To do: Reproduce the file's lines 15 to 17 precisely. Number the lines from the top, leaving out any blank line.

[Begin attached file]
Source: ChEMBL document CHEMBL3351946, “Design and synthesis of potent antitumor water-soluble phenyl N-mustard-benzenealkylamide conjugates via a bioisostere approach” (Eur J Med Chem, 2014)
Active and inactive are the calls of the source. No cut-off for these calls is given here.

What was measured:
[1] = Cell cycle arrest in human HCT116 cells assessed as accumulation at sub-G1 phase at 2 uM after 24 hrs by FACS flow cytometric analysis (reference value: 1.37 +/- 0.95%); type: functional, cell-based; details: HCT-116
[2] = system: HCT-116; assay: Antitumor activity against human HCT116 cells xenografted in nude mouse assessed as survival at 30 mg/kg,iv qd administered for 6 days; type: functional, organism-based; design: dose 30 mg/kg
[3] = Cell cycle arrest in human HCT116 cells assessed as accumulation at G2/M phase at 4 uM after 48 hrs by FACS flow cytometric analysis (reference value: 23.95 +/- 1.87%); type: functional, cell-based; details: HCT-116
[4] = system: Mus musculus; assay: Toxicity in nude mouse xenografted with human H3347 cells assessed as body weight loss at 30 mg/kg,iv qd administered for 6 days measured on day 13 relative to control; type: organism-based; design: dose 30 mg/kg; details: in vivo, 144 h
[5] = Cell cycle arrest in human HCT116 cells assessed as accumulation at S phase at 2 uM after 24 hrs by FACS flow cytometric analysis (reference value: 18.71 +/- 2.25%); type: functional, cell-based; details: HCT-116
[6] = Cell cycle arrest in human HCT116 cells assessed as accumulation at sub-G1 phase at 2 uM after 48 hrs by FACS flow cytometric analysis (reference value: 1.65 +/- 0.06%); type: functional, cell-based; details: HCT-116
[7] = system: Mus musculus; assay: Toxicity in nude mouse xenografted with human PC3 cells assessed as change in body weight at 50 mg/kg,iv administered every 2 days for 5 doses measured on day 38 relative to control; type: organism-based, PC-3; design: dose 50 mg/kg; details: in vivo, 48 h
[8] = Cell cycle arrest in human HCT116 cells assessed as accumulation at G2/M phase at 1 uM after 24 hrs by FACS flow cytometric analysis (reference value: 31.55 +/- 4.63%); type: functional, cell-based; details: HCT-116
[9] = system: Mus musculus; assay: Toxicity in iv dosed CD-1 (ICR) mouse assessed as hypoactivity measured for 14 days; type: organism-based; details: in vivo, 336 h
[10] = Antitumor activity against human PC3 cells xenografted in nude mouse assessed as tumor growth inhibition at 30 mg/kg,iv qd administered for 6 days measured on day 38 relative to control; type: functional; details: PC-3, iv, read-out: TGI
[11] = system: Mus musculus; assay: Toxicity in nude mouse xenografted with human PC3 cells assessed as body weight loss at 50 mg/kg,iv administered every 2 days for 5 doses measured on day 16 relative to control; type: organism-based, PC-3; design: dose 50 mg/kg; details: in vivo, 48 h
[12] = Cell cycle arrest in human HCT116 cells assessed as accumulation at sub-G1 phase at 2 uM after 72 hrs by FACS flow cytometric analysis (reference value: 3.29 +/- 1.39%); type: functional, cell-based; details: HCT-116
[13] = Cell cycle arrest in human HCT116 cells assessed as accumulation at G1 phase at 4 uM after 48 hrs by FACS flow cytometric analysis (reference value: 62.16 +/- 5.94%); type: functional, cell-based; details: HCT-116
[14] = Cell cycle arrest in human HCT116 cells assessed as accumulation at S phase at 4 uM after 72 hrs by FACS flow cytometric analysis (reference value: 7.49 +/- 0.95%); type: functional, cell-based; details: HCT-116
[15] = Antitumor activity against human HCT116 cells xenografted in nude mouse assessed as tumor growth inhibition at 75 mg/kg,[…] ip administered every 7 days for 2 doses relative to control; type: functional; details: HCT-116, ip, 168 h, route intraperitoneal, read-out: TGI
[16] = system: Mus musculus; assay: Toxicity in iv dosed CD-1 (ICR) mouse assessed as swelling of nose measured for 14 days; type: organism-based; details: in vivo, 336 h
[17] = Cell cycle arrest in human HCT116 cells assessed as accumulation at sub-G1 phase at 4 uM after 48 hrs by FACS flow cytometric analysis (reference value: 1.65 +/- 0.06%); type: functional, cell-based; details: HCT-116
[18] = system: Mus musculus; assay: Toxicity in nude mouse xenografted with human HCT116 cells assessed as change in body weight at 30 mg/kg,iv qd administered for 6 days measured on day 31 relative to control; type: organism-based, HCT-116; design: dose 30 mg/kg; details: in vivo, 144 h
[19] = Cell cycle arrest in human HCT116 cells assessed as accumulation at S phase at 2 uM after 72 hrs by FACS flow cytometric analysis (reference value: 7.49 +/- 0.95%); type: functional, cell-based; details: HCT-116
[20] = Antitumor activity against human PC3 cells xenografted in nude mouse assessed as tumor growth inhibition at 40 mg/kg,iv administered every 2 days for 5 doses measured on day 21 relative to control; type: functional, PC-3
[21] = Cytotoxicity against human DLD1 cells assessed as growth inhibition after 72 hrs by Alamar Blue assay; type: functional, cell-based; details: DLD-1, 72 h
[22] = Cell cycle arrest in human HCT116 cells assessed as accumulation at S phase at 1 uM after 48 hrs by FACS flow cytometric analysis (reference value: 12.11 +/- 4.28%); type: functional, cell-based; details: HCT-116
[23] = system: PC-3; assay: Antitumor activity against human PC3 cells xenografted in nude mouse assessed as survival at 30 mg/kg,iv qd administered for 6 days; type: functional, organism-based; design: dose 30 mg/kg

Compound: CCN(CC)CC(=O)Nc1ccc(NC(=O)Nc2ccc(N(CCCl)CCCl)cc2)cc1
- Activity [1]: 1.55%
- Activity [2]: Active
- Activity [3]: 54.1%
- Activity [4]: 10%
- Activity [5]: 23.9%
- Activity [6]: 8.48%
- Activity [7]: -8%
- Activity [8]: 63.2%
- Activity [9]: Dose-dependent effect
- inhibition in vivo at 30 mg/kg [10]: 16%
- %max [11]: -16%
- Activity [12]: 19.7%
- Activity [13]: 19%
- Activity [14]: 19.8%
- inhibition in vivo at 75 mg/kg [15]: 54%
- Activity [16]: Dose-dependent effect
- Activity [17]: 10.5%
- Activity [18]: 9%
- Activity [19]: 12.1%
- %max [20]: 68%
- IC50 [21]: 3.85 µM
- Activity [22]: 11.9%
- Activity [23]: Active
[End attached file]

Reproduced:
[12] = Cell cycle arrest in human HCT116 cells assessed as accumulation at sub-G1 phase at 2 uM after 72 hrs by FACS flow cytometric analysis (reference value: 3.29 +/- 1.39%); type: functional, cell-based; details: HCT-116
[13] = Cell cycle arrest in human HCT116 cells assessed as accumulation at G1 phase at 4 uM after 48 hrs by FACS flow cytometric analysis (reference value: 62.16 +/- 5.94%); type: functional, cell-based; details: HCT-116
[14] = Cell cycle arrest in human HCT116 cells assessed as accumulation at S phase at 4 uM after 72 hrs by FACS flow cytometric analysis (reference value: 7.49 +/- 0.95%); type: functional, cell-based; details: HCT-116